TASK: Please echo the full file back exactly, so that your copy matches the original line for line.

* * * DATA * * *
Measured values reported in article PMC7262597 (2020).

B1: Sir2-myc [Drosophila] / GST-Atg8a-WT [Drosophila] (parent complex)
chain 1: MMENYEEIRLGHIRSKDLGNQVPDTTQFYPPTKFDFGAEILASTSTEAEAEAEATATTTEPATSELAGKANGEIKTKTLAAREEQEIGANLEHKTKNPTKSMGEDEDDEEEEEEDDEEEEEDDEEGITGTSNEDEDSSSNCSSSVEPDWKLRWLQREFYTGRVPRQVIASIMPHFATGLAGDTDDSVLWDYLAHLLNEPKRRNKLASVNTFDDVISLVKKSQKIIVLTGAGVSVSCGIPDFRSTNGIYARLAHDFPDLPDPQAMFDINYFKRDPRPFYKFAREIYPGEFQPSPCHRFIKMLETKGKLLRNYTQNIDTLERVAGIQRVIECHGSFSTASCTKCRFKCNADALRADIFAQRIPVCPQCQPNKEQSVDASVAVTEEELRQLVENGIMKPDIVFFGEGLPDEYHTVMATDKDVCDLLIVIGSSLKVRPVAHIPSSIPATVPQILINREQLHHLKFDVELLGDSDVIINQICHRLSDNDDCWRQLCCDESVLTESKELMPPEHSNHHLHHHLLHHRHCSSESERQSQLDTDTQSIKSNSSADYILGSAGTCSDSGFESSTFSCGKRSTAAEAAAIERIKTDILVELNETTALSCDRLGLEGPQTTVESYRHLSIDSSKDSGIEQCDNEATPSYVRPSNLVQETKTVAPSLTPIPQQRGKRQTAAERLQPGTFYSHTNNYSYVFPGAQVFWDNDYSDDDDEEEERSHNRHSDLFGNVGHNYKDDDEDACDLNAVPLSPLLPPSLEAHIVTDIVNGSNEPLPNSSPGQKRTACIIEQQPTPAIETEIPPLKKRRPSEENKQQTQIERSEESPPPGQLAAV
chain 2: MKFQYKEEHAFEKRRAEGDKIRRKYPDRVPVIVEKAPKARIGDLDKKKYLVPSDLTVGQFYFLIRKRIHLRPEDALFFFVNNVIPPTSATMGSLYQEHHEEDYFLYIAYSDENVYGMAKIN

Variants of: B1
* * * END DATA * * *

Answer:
Measured values reported in article PMC7262597 (2020).

B1: Sir2-myc [Drosophila] / GST-Atg8a-WT [Drosophila] (parent complex)
chain 1: MMENYEEIRLGHIRSKDLGNQVPDTTQFYPPTKFDFGAEILASTSTEAEAEAEATATTTEPATSELAGKANGEIKTKTLAAREEQEIGANLEHKTKNPTKSMGEDEDDEEEEEEDDEEEEEDDEEGITGTSNEDEDSSSNCSSSVEPDWKLRWLQREFYTGRVPRQVIASIMPHFATGLAGDTDDSVLWDYLAHLLNEPKRRNKLASVNTFDDVISLVKKSQKIIVLTGAGVSVSCGIPDFRSTNGIYARLAHDFPDLPDPQAMFDINYFKRDPRPFYKFAREIYPGEFQPSPCHRFIKMLETKGKLLRNYTQNIDTLERVAGIQRVIECHGSFSTASCTKCRFKCNADALRADIFAQRIPVCPQCQPNKEQSVDASVAVTEEELRQLVENGIMKPDIVFFGEGLPDEYHTVMATDKDVCDLLIVIGSSLKVRPVAHIPSSIPATVPQILINREQLHHLKFDVELLGDSDVIINQICHRLSDNDDCWRQLCCDESVLTESKELMPPEHSNHHLHHHLLHHRHCSSESERQSQLDTDTQSIKSNSSADYILGSAGTCSDSGFESSTFSCGKRSTAAEAAAIERIKTDILVELNETTALSCDRLGLEGPQTTVESYRHLSIDSSKDSGIEQCDNEATPSYVRPSNLVQETKTVAPSLTPIPQQRGKRQTAAERLQPGTFYSHTNNYSYVFPGAQVFWDNDYSDDDDEEEERSHNRHSDLFGNVGHNYKDDDEDACDLNAVPLSPLLPPSLEAHIVTDIVNGSNEPLPNSSPGQKRTACIIEQQPTPAIETEIPPLKKRRPSEENKQQTQIERSEESPPPGQLAAV
chain 2: MKFQYKEEHAFEKRRAEGDKIRRKYPDRVPVIVEKAPKARIGDLDKKKYLVPSDLTVGQFYFLIRKRIHLRPEDALFFFVNNVIPPTSATMGSLYQEHHEEDYFLYIAYSDENVYGMAKIN

Variants of: B1